Jesus does not quibble with the learned men of the Temple, about the obvious conflict between making associations that are not justified by the Law of Moses. Mark quotes Jesus as shifting the language to ‘Satan.’ He accepts their challenge, and defeats it with simple logic, “Why on earth would a bad spirit defeat his own forces?” 
The commentaries then attribute the intense circumstances as building up the intensity of the Christ. Jesus calls out those who would blaspheme against the Holy Spirit, in order to flatter themselves. And for embellishment, says that those who call good evil, commit a sin that is eternal, or cannot be forgiven. 
Jesus is a good guy. Jesus has great compassion for the poor and those in distress. Jesus goes to great lengths to relieve people of their suffering, without demanding a profession of faith or evidence of their conversion. The passage today says that there are limits to the ‘niceness’ of Jesus. There is a line in the sand that you shall not cross. 
This is surprisingly hard for the theologian in me. I believe that God loves all of creation, and invites all of humanity into a relationship with the good and generous God, that ought to result in good and generous humans. I do not believe that each human needs to accept Jesus of Nazareth in order to be filled with God’s grace. I do believe that humans are capable of filling their conscious lives with selfish and aggressive behaviors that can keep God’s grace at arms length.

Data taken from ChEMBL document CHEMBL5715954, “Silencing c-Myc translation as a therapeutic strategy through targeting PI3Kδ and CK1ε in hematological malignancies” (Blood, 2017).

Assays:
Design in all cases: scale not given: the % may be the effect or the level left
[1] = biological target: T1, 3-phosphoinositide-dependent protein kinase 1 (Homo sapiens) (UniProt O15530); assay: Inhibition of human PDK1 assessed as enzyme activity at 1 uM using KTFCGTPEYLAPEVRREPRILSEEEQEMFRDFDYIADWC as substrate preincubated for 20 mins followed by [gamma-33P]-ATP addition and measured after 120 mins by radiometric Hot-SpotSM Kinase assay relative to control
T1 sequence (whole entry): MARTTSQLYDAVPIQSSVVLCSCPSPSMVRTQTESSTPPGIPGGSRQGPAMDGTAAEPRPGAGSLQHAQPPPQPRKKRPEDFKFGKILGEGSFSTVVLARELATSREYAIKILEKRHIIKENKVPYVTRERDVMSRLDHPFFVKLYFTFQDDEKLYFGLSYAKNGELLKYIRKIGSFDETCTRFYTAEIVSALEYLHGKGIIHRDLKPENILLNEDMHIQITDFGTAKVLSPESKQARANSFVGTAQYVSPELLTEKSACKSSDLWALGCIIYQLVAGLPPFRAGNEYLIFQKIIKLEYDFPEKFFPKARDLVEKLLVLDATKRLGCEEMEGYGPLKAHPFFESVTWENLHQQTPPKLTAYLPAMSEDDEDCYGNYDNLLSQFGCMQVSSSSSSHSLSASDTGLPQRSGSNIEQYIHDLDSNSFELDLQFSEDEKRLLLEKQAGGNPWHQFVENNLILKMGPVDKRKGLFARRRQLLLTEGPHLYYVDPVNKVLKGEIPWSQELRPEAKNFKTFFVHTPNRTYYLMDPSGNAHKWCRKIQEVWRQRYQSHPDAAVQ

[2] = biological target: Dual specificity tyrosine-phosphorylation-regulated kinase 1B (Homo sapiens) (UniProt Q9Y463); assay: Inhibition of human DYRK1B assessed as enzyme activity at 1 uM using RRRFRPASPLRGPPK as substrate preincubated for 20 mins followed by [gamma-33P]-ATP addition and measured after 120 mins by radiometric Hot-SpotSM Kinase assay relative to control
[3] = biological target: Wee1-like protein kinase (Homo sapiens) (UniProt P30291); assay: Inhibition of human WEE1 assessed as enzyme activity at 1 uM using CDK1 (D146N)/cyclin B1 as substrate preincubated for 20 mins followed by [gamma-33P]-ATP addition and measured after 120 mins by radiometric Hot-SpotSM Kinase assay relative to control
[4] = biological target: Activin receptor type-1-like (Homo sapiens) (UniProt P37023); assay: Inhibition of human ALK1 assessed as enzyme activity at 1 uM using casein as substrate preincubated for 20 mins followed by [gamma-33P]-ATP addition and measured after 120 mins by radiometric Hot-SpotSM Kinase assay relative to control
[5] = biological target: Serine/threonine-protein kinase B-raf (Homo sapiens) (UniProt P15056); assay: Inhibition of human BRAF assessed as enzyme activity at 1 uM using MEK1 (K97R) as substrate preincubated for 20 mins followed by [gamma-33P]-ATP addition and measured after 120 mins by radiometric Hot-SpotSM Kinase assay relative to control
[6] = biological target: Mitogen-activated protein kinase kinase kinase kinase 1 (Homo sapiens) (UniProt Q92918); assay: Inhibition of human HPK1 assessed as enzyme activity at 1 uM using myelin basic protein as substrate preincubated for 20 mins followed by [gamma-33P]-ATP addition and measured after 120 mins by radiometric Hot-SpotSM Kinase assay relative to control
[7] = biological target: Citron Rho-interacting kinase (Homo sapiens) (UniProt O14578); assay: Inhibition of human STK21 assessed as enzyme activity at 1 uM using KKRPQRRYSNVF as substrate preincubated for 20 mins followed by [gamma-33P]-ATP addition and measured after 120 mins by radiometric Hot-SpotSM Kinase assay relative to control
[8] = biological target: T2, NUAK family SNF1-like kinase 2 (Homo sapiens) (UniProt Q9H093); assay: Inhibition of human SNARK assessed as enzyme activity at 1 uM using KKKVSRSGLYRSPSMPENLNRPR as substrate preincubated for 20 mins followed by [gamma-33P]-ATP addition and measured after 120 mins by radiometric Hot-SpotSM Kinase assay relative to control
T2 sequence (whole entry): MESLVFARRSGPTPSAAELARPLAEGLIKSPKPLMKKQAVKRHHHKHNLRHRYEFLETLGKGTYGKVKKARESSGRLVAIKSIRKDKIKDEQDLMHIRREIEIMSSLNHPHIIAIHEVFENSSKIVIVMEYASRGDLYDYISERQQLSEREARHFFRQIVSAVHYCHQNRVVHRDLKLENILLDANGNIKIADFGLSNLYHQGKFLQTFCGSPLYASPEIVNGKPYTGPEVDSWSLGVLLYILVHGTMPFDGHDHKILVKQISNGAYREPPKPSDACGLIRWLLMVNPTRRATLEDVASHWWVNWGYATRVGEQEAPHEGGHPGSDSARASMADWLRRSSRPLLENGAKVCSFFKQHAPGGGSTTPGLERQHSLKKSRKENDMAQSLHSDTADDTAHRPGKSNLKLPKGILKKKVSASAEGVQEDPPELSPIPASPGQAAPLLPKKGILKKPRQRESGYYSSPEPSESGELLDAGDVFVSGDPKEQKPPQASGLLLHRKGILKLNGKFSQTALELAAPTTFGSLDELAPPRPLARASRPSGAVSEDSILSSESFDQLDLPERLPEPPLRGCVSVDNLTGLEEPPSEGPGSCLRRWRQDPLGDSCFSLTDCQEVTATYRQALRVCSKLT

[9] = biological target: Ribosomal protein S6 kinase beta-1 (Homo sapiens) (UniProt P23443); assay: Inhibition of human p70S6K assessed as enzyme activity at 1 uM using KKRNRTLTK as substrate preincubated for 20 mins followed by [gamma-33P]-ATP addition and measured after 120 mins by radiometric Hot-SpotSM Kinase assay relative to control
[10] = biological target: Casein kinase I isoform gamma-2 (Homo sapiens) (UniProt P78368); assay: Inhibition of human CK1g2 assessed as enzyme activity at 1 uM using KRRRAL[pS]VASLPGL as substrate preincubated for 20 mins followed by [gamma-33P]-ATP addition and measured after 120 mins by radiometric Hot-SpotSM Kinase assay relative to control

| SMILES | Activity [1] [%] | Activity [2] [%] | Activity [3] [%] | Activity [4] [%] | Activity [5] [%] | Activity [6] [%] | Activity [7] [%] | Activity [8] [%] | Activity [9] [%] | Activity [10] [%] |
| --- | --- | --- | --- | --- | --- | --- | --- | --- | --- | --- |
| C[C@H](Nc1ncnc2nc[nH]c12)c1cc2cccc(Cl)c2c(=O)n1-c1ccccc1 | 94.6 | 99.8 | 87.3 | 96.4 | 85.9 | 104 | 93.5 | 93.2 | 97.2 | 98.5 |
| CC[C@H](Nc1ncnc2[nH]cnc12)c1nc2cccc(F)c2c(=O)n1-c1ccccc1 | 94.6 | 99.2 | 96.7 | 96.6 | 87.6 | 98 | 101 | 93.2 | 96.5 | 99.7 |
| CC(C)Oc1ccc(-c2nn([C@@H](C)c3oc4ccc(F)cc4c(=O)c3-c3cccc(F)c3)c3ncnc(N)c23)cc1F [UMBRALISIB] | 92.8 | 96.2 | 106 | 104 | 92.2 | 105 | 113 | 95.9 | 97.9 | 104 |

Living without grace in one’s life, makes all of life a struggle, and often results in a particular kind of isolation. Men of evil intentions are drawn to the orbits of other evil men out of a desire for a mutual admiration society. Still, it is a lonely and unsatisfying existence. 
Living outside of God’s grace is a shame, and a sin, a measure of separation from God. It is a sin that is challenged by the intrusion of grace every day, and subject to prompt reconciliation. Think of the penitent thief on the cross with Jesus. The compassion of God, so clearly expressed by Jesus is very real and very pervasive. 
What Jesus calls an eternal sin, is more than ignoring God’s grace. What Jesus confronts here is denying the reality of God’s grace, to the extent that we glorify evil. When we glorify evil, we are walking a thin line, as reported in a few select New Testament texts, including this one. 
The thought that a person could knowingly be so committed to evil that they would deny all that is good, is hard for me to accept. My personal range of experiences includes people making bad choices. I am learning about systemic injustice and how it is a convenient way for otherwise good people to be “tricked” into continuing violent systems.